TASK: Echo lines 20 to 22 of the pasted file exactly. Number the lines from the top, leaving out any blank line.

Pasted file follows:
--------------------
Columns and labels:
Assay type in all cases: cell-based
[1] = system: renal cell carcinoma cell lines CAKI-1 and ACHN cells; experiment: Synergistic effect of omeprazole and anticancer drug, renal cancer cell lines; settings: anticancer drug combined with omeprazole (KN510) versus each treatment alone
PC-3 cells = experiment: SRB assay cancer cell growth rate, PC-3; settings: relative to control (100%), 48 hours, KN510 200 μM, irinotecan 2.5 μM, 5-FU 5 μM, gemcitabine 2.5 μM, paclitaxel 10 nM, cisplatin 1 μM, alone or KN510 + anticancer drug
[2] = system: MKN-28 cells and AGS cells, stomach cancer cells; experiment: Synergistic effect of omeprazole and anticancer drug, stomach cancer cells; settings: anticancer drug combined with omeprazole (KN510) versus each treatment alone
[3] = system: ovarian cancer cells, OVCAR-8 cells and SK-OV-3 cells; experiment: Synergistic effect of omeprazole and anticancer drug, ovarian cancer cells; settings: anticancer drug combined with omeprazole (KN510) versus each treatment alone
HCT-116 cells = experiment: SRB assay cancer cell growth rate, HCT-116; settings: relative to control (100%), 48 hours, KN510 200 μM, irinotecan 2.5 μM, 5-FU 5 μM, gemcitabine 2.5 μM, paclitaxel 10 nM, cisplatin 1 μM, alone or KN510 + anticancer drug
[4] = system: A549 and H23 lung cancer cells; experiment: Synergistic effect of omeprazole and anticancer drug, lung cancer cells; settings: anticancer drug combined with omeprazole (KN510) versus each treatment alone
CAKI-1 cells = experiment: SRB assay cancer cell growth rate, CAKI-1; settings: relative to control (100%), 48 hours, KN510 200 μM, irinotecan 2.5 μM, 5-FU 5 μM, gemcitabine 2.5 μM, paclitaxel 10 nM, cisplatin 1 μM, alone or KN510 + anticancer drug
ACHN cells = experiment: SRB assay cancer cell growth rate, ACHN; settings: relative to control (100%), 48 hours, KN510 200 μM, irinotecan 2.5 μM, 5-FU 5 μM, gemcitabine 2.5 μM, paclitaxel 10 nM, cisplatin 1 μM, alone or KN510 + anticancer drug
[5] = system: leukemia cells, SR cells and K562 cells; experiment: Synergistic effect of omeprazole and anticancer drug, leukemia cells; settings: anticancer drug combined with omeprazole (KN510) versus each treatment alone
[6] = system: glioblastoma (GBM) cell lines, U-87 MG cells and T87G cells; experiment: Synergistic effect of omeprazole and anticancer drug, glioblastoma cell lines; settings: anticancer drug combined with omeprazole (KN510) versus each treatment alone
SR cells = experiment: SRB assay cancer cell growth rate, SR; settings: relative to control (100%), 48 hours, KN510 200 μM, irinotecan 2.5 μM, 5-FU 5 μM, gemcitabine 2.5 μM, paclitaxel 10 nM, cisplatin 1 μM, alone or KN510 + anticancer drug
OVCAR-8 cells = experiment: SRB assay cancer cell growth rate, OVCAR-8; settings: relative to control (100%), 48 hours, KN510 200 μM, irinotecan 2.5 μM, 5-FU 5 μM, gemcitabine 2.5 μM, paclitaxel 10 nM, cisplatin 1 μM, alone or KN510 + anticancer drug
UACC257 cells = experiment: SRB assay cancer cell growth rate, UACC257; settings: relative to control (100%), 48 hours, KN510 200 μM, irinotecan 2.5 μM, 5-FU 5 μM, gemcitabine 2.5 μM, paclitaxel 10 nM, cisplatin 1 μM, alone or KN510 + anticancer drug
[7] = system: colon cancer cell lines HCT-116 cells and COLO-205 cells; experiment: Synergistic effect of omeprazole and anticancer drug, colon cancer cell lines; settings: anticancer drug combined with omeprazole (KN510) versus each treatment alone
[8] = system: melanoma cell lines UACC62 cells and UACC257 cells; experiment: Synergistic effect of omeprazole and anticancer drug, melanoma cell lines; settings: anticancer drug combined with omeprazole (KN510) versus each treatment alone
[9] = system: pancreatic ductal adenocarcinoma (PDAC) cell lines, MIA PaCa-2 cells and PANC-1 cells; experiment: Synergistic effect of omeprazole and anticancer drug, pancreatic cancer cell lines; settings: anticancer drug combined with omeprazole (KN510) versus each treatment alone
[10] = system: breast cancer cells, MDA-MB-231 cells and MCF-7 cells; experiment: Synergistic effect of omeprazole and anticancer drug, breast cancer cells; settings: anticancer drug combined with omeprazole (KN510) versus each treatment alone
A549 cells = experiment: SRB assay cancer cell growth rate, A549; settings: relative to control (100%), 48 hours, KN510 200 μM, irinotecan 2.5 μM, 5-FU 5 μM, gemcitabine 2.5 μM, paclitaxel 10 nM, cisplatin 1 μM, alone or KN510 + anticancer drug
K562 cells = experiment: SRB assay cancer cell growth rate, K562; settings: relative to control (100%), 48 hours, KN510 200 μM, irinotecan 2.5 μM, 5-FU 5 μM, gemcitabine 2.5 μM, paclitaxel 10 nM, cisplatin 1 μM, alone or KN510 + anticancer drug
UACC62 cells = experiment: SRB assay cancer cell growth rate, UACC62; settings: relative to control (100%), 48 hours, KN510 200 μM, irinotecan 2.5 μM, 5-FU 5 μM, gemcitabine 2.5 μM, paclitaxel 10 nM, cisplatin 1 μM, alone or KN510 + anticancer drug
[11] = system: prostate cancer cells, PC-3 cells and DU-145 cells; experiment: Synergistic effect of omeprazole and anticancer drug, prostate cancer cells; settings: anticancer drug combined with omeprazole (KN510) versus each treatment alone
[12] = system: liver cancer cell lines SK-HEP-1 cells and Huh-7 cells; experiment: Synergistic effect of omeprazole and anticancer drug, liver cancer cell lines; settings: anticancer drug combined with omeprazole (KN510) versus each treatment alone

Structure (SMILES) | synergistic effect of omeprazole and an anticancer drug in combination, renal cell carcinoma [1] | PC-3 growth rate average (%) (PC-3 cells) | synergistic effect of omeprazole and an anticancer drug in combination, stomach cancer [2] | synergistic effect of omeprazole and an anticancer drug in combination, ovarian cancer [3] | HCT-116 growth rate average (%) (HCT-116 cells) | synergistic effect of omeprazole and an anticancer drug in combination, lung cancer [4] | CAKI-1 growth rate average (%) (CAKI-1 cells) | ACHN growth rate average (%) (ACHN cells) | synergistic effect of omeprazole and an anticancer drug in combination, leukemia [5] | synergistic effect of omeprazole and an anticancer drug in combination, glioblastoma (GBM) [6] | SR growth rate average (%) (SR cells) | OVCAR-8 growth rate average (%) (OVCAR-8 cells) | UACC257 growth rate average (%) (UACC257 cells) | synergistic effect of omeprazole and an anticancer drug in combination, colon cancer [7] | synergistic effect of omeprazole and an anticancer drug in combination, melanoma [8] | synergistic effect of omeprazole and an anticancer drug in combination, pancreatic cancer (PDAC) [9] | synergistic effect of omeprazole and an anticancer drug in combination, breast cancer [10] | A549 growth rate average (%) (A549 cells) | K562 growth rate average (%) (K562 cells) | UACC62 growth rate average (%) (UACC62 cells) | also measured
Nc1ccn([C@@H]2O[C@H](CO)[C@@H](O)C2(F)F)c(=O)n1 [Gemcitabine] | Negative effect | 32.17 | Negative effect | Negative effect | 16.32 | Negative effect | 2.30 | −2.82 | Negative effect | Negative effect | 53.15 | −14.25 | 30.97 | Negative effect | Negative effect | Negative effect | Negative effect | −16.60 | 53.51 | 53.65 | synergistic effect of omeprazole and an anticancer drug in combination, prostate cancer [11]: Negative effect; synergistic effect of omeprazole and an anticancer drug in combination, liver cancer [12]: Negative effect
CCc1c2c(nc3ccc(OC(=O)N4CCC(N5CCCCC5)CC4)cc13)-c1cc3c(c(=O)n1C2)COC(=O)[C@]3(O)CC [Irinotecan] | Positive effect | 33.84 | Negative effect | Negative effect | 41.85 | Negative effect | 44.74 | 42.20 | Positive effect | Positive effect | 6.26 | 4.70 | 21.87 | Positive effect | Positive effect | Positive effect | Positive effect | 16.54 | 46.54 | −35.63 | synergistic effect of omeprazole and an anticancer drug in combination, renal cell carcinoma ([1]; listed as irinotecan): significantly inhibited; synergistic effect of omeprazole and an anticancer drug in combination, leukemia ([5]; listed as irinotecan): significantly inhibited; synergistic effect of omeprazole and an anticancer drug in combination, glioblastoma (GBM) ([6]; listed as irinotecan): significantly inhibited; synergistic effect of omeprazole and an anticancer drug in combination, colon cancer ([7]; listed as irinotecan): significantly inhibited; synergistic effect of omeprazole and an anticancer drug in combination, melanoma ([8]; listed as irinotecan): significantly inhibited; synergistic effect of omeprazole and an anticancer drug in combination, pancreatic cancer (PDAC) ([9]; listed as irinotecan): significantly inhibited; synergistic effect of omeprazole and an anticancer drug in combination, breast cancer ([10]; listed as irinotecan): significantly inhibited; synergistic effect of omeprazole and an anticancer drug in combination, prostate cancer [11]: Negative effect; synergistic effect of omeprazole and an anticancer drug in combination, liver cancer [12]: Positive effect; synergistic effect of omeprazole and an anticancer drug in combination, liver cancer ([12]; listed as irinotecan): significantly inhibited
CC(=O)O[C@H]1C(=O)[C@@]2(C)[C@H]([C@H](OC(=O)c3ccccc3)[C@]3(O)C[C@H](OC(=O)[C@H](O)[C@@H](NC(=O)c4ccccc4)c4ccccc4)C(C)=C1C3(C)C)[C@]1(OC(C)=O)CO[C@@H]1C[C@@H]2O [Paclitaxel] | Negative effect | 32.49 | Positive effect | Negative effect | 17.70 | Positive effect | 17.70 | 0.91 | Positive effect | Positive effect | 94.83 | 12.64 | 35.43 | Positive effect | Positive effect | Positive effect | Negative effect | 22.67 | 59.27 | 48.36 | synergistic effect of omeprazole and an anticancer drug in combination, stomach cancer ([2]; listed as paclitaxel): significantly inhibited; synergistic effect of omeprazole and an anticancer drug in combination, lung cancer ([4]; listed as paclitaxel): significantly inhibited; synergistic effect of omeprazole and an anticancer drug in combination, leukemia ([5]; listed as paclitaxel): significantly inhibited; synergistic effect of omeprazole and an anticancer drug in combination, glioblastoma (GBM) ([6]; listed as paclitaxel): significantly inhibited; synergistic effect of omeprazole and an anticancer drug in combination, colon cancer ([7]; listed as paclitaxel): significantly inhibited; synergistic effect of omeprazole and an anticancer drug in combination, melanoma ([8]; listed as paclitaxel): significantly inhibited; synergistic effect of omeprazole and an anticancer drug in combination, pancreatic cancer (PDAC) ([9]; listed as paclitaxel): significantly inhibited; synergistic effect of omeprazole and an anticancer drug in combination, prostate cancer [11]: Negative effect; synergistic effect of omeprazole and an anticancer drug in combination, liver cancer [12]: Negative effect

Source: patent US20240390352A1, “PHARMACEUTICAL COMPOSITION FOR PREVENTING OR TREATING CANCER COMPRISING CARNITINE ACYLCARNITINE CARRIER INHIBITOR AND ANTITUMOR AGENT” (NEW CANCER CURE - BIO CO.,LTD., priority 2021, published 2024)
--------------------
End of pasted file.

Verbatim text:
A549 cells = experiment: SRB assay cancer cell growth rate, A549; settings: relative to control (100%), 48 hours, KN510 200 μM, irinotecan 2.5 μM, 5-FU 5 μM, gemcitabine 2.5 μM, paclitaxel 10 nM, cisplatin 1 μM, alone or KN510 + anticancer drug
K562 cells = experiment: SRB assay cancer cell growth rate, K562; settings: relative to control (100%), 48 hours, KN510 200 μM, irinotecan 2.5 μM, 5-FU 5 μM, gemcitabine 2.5 μM, paclitaxel 10 nM, cisplatin 1 μM, alone or KN510 + anticancer drug
UACC62 cells = experiment: SRB assay cancer cell growth rate, UACC62; settings: relative to control (100%), 48 hours, KN510 200 μM, irinotecan 2.5 μM, 5-FU 5 μM, gemcitabine 2.5 μM, paclitaxel 10 nM, cisplatin 1 μM, alone or KN510 + anticancer drug